Fifty years of thoracic surgical research in South Africa

  • A Linegar
  • F Smit
  • P Goldstraw
  • G van Zyl


Aim. To investigate the scope and trends in clinical research in
South African thoracic surgery between 1955 and 2006 and to
measure its impact on clinical practice.
Method. A systematic review of all SA thoracic surgical
publications was performed.
Results. There were 252 general thoracic publications and a
marked decrease in publications was noted after the peak
period of productivity of the 1980s. There was a shift toward
the private sector as an origin of articles and toward a local,
non-indexed journal. Inflammatory lung disease was the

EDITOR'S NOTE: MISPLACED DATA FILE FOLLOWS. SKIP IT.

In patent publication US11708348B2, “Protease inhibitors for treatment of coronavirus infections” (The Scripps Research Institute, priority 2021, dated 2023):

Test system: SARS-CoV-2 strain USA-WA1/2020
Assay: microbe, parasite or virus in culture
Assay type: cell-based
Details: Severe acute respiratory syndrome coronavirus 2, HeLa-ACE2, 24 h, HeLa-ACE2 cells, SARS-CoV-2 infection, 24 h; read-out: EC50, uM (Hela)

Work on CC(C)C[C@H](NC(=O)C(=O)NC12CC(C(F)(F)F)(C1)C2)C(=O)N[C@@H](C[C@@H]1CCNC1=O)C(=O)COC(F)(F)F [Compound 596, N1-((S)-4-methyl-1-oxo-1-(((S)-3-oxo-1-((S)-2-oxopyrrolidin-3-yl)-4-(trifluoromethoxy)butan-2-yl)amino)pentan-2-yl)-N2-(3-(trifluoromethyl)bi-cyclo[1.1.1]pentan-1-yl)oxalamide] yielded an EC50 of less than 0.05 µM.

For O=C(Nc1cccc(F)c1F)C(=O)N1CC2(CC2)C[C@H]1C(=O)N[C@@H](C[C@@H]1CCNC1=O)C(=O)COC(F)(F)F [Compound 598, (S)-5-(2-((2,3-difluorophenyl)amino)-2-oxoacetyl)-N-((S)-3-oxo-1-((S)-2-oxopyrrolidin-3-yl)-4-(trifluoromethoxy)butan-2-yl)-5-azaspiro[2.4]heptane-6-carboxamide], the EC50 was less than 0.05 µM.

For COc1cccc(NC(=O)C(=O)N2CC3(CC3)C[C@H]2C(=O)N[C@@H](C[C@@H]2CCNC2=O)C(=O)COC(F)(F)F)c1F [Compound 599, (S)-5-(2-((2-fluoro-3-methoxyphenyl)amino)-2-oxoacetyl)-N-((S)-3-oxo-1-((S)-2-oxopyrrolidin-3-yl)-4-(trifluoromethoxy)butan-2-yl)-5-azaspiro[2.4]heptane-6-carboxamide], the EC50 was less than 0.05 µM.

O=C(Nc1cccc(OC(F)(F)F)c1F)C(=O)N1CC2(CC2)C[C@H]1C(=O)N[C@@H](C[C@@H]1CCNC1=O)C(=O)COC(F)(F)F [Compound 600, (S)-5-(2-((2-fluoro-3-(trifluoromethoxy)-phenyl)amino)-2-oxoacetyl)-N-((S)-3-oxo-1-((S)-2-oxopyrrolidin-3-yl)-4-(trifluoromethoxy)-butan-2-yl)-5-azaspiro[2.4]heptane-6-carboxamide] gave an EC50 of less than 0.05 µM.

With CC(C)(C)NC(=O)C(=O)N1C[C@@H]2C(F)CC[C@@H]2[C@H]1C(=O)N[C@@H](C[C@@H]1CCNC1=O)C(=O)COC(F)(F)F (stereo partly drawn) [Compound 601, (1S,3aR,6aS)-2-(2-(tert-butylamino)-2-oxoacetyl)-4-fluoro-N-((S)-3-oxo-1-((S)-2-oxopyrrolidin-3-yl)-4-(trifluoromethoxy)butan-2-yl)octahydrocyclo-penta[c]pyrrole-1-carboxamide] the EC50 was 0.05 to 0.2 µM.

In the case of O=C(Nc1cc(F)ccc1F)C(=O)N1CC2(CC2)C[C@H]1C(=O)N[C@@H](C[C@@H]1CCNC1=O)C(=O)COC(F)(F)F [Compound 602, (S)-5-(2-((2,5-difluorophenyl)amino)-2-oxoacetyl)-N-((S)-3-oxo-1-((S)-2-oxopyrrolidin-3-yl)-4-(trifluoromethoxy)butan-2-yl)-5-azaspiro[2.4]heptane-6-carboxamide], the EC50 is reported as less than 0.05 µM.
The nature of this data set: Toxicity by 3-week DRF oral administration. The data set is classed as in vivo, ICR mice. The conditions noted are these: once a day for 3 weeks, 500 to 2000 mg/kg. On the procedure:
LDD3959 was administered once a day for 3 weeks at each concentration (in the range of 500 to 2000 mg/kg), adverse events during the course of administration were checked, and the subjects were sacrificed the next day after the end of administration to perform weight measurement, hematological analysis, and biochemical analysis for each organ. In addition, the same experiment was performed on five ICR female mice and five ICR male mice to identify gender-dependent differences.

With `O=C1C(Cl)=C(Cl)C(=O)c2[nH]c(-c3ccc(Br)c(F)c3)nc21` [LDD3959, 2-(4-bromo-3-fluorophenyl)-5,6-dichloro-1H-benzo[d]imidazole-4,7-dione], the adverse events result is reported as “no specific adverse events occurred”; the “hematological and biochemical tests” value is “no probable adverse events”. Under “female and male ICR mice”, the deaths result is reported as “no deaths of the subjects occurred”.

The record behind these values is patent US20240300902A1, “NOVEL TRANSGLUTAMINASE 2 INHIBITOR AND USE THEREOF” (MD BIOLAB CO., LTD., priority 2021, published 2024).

most frequent topic of publication. Case series and case
reports were the most frequent type of article.
Conclusion. The vulnerability of a small specialty in a
developing country is illustrated by the clear trends that
emerged. The study provides important indicators for future
research, highlights the need for a national database of clinical
experience, and emphasises the importance of rekindling
interest and a culture of research in thoracic surgery.

Journal Identifiers

eISSN: 0256-95749
print ISSN: 2078-5135